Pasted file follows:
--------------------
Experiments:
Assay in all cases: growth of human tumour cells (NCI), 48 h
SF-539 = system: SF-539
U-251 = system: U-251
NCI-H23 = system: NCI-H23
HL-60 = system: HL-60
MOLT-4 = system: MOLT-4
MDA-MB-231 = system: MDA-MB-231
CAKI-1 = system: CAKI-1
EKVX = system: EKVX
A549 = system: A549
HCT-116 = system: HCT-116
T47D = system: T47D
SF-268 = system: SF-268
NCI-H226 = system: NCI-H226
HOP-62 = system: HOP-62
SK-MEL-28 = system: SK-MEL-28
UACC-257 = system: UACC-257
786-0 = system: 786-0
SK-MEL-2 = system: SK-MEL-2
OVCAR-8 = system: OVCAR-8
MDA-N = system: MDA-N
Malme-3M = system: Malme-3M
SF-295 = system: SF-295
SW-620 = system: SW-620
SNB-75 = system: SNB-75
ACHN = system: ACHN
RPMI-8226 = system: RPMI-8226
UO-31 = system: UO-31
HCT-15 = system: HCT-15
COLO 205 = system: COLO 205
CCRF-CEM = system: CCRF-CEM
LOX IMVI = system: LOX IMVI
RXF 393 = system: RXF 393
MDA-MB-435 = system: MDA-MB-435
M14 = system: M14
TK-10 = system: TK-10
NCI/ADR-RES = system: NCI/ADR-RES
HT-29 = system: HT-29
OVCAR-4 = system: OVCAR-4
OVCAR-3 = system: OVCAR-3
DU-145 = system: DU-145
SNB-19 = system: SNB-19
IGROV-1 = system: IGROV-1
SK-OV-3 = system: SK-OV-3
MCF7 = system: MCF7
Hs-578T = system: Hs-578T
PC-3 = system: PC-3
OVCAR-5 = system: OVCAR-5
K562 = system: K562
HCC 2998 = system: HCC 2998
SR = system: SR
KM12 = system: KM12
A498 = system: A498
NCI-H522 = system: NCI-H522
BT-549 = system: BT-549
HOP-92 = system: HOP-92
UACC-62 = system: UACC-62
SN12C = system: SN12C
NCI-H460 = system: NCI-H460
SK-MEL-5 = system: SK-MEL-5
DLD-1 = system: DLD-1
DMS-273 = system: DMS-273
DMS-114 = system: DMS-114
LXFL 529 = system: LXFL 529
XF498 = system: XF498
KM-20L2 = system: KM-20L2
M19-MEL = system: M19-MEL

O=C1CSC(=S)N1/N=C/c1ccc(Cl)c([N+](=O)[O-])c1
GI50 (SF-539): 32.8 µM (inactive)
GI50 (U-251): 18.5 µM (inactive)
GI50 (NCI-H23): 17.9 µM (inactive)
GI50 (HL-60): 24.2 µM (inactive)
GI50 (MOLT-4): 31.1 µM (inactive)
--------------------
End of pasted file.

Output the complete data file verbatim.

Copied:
Experiments:
Assay in all cases: growth of human tumour cells (NCI), 48 h
SF-539 = system: SF-539
U-251 = system: U-251
NCI-H23 = system: NCI-H23
HL-60 = system: HL-60
MOLT-4 = system: MOLT-4
MDA-MB-231 = system: MDA-MB-231
CAKI-1 = system: CAKI-1
EKVX = system: EKVX
A549 = system: A549
HCT-116 = system: HCT-116
T47D = system: T47D
SF-268 = system: SF-268
NCI-H226 = system: NCI-H226
HOP-62 = system: HOP-62
SK-MEL-28 = system: SK-MEL-28
UACC-257 = system: UACC-257
786-0 = system: 786-0
SK-MEL-2 = system: SK-MEL-2
OVCAR-8 = system: OVCAR-8
MDA-N = system: MDA-N
Malme-3M = system: Malme-3M
SF-295 = system: SF-295
SW-620 = system: SW-620
SNB-75 = system: SNB-75
ACHN = system: ACHN
RPMI-8226 = system: RPMI-8226
UO-31 = system: UO-31
HCT-15 = system: HCT-15
COLO 205 = system: COLO 205
CCRF-CEM = system: CCRF-CEM
LOX IMVI = system: LOX IMVI
RXF 393 = system: RXF 393
MDA-MB-435 = system: MDA-MB-435
M14 = system: M14
TK-10 = system: TK-10
NCI/ADR-RES = system: NCI/ADR-RES
HT-29 = system: HT-29
OVCAR-4 = system: OVCAR-4
OVCAR-3 = system: OVCAR-3
DU-145 = system: DU-145
SNB-19 = system: SNB-19
IGROV-1 = system: IGROV-1
SK-OV-3 = system: SK-OV-3
MCF7 = system: MCF7
Hs-578T = system: Hs-578T
PC-3 = system: PC-3
OVCAR-5 = system: OVCAR-5
K562 = system: K562
HCC 2998 = system: HCC 2998
SR = system: SR
KM12 = system: KM12
A498 = system: A498
NCI-H522 = system: NCI-H522
BT-549 = system: BT-549
HOP-92 = system: HOP-92
UACC-62 = system: UACC-62
SN12C = system: SN12C
NCI-H460 = system: NCI-H460
SK-MEL-5 = system: SK-MEL-5
DLD-1 = system: DLD-1
DMS-273 = system: DMS-273
DMS-114 = system: DMS-114
LXFL 529 = system: LXFL 529
XF498 = system: XF498
KM-20L2 = system: KM-20L2
M19-MEL = system: M19-MEL

O=C1CSC(=S)N1/N=C/c1ccc(Cl)c([N+](=O)[O-])c1
GI50 (SF-539): 32.8 µM (inactive)
GI50 (U-251): 18.5 µM (inactive)
GI50 (NCI-H23): 17.9 µM (inactive)
GI50 (HL-60): 24.2 µM (inactive)
GI50 (MOLT-4): 31.1 µM (inactive)